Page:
• Marco Bastos University of California, Davis
  • Mark Lubell University of California, Davis


Modern agricultural systems are experiencing a revolution in how information is disseminated and exchanged among networks of outreach professionals, farmers, consumers, and community stakeholders. The traditional approach to agricultural extension relied on a top-down, continuum model that went from university researchers to cooperative extension and finally to growers. With internet penetration rates rising in rural communities, stakeholders are increasingly experimenting with social media and agricultural information has been widely shared across local, national, and global networks. This paper addresses such networks by deploying a supervised snowball census of the agricultural social web to investigate the formation of communities dedicated to sharing agricultural information. We identified a cohort of 153 individuals responsible for the outreach initiatives at the University of California and mapped the first and second level network of followers connected to this community, thus rendering a population of 59K users that tweeted 250M tweets since signing up to Twitter. We processed the content of each tweet posted in 2014 using multiple classifiers and determined that the boundaries of the network comprise 32K nodes and 4M edges. The resulting graph shows that this community is clustered in areas of agricultural expertise with limited overlap across cliques. We also found increasing patterns of core-periphery dynamics associated with the level of expertise attached to each topical subnet. The paper concludes by discussing related literature and the policy implications of our research.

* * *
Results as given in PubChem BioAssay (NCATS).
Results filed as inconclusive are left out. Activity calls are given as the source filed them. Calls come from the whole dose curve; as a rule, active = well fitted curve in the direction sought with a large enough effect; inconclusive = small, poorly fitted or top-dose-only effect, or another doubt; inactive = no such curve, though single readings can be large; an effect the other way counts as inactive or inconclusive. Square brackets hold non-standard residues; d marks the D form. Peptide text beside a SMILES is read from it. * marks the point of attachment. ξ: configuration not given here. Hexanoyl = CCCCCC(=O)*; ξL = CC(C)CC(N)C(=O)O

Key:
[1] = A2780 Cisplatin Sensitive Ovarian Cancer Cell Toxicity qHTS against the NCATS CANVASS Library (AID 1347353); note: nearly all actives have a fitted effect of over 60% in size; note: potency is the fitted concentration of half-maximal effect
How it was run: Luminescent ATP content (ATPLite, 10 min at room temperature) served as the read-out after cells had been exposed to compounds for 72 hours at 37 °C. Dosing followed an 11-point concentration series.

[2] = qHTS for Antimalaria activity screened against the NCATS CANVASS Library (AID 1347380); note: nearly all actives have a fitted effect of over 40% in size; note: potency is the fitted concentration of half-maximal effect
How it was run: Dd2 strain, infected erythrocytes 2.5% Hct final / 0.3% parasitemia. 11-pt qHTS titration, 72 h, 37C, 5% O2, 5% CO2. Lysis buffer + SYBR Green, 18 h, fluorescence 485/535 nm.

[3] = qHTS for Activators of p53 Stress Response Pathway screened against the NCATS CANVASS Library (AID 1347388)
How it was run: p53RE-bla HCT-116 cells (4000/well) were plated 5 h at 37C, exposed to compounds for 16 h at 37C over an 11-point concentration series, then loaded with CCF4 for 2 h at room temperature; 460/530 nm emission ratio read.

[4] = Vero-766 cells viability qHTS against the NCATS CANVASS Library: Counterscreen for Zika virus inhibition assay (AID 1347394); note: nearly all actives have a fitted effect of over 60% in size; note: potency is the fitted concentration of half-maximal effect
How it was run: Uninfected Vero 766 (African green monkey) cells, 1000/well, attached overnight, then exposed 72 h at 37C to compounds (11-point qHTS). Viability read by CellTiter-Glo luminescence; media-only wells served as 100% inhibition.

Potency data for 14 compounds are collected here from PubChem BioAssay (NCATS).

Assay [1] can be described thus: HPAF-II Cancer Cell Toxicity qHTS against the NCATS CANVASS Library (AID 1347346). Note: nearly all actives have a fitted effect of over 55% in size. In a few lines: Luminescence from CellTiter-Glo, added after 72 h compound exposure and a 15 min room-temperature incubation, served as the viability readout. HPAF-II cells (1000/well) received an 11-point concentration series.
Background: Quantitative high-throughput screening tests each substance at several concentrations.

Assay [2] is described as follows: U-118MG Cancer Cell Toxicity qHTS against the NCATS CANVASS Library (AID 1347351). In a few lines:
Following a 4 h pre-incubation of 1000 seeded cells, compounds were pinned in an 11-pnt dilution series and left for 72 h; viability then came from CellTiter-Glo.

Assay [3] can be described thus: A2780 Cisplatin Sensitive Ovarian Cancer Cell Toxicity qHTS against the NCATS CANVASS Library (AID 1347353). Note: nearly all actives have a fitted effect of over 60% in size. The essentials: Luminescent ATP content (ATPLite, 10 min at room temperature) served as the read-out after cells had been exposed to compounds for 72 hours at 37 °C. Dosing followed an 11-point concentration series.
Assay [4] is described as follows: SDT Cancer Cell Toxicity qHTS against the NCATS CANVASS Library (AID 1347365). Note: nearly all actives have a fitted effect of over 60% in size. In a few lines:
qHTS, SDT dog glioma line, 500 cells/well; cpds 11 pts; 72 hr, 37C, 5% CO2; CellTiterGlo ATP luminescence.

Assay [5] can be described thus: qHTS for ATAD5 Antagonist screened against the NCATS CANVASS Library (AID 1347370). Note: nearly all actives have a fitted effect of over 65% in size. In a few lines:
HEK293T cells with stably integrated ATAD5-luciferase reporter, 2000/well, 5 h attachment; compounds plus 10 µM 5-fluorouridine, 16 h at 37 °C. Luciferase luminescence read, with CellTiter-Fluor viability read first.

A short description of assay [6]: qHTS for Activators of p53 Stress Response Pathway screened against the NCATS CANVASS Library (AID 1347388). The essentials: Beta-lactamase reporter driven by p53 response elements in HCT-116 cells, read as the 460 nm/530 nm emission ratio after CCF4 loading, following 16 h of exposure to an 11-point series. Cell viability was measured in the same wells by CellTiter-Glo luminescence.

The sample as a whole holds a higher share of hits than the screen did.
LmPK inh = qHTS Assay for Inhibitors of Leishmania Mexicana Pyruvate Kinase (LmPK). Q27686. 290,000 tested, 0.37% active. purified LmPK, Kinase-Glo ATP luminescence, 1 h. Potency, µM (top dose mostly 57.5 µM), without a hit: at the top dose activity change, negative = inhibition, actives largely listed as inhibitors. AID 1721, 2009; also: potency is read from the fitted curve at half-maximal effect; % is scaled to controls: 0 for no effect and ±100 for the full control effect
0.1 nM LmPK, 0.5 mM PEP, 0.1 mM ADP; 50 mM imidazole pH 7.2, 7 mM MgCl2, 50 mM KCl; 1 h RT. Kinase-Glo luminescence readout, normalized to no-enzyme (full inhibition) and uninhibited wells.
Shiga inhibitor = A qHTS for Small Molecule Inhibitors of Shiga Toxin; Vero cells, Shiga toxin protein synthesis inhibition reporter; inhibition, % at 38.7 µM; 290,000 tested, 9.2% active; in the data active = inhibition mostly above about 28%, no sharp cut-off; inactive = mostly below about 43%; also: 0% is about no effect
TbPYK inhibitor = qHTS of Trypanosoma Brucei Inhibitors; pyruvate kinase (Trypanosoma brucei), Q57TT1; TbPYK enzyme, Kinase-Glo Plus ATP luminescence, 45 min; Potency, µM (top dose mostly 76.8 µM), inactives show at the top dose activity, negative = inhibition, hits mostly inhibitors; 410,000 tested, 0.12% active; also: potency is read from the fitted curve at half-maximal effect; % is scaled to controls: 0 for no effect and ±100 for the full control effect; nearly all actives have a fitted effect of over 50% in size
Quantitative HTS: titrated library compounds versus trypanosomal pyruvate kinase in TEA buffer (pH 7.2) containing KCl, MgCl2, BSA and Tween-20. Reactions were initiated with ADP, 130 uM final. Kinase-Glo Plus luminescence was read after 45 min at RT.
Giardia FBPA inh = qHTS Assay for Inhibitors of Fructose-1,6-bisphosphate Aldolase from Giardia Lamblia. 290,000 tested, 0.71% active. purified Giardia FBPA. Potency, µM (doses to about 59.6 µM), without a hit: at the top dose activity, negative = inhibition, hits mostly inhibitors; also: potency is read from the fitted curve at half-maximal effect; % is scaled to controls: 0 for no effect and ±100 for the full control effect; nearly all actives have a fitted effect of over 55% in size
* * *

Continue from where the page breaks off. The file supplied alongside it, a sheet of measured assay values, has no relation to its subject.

How to Cite
Bastos, M., & Lubell, M. (2015). NETWORKING AGGIE: BROADCASTING INFORMATION TO TOPICAL COMMUNITIES. AoIR Selected Papers of Internet Research, 5. Retrieved from
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